Balancing an app's look and function can be a challenge. Some basic rules of thumb apply to almost every app. “Users understand color coding, so we generally have rules for different colors," she says. “For example, things that are clickable are always one color, and the user will understand the rule immediately. It doesn’t have to be blue—it could be orange or red—although of course, you have to take into account existing color conventions; for example, red usually means something went wrong, and green means something went well.”
Sometimes the best graphic is one that moves. Users can’t see the incremental growth happening in their garden by looking at a picture, but a simple animation expresses change easily and immediately. “A user wouldn't see the difference between a carrot that is thirty days old and thirty-one days old,” says Reiners. “But when the user clicks on the vegetable within the app and the detail view of the vegetable opens, then the vegetable grows.”
Let's Talk Technology
Befitting someone who envisions a future where drones tend rooftop gardens, Reiners is also delving into emerging voice interaction technology. She brainstormed scenarios where voice interaction could help people with occupied hands, such as talking someone through a guitar lesson or offering sewing instruction. She began to focus on cooking.
“I did a lot of research,” she says. “I watched people cook. I divided the process into stages: recipe selection, preparation, beginning to cook, mid-cooking, end of cooking, eating, and cleaning up. Then I looked at the specific needs in each of those stages. What are people feeling? What are the failures? What are people thinking and doing at those specific times? I was looking for app requirements and what information users would need. Then I thought about features.”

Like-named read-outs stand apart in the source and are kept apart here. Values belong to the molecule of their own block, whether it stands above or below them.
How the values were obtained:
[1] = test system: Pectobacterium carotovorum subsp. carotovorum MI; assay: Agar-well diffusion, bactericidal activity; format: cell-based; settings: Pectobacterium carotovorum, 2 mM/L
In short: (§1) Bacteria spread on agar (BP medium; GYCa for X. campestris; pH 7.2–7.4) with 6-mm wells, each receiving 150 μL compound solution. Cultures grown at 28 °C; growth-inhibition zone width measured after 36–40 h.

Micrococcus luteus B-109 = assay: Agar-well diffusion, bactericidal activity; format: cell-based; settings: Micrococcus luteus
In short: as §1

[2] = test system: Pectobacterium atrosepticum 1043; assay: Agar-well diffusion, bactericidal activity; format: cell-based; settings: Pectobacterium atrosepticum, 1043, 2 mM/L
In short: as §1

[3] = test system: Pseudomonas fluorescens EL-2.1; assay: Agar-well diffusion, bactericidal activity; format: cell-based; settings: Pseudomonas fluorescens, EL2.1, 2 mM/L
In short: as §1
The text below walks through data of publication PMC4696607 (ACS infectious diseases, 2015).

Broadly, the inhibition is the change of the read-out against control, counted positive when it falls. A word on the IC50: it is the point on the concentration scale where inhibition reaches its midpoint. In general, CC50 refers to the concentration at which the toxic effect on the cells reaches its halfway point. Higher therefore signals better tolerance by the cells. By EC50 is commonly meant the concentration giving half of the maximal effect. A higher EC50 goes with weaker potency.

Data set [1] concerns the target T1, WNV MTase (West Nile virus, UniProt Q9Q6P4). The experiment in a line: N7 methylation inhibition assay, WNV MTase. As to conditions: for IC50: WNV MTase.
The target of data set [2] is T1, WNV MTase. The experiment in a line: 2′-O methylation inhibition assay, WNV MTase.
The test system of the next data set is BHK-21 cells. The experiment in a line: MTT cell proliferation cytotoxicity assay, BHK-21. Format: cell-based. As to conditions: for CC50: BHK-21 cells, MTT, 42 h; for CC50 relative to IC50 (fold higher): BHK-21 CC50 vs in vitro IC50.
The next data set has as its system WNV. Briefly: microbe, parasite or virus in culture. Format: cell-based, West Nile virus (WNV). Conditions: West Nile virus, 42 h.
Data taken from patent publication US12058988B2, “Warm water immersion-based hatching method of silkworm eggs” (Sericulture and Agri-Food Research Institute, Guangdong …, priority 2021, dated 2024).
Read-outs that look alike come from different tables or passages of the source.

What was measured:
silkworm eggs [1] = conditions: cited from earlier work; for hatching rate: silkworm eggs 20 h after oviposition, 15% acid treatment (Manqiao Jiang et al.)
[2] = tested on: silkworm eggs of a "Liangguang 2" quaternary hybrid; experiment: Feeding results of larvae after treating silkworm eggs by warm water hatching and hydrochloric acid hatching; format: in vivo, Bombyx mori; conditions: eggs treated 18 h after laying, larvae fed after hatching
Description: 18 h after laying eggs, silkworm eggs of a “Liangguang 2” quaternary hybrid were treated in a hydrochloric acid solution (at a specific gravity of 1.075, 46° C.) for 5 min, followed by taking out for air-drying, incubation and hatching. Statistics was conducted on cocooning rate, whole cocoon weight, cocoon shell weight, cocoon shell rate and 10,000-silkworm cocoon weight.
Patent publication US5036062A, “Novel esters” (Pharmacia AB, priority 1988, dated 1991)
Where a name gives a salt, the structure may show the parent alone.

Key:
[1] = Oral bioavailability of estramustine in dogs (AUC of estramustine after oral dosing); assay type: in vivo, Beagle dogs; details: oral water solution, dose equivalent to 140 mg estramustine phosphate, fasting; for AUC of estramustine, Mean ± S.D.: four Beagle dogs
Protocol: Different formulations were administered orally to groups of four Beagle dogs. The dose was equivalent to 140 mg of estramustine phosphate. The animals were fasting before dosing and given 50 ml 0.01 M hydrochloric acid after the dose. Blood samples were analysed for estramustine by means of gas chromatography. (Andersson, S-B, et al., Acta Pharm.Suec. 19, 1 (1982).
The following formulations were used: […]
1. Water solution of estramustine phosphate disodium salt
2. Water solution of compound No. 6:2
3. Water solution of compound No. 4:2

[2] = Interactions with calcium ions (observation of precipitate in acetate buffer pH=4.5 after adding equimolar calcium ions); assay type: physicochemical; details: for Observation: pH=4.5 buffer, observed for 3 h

Voice interaction is still a relatively new technology that poses many unresolved questions. Reiners wonders how integrating voice commands will impact the way that apps are designed and how designers will adjust UIs to suit this new way of interacting with devices. But she knows there’s great potential that stands to benefit so many people.
“Many people have not been included in the digital revolution at all,” she says. “The visually impaired, the older generations. Voice interaction includes almost everyone, which is why I’m so interested in it. It is the next revolution.”
App design and development is usually a group effort. Reiners believes that the interplay of ideas makes for a better app. It’s also more fun than working alone.
“I especially enjoy presenting ideas to clients and colleagues. You get feedback, you ping-pong ideas.”
Giving Future Designers a Helping Hand
Reiners hasn't always been focused on UX/UI. She originally studied graphic design at university and only decided to change paths after an internship with an advertising agency soured her on the industry. “I had to learn a lot of things myself,” she says. “I started with challenges, hackathons, teaching myself how to do things by watching tutorials, creating my own projects.” Today she’s paying it forward with tutorials and instructional Instagram videos, and she’s started a podcast interviewing cutting-edge UX designers.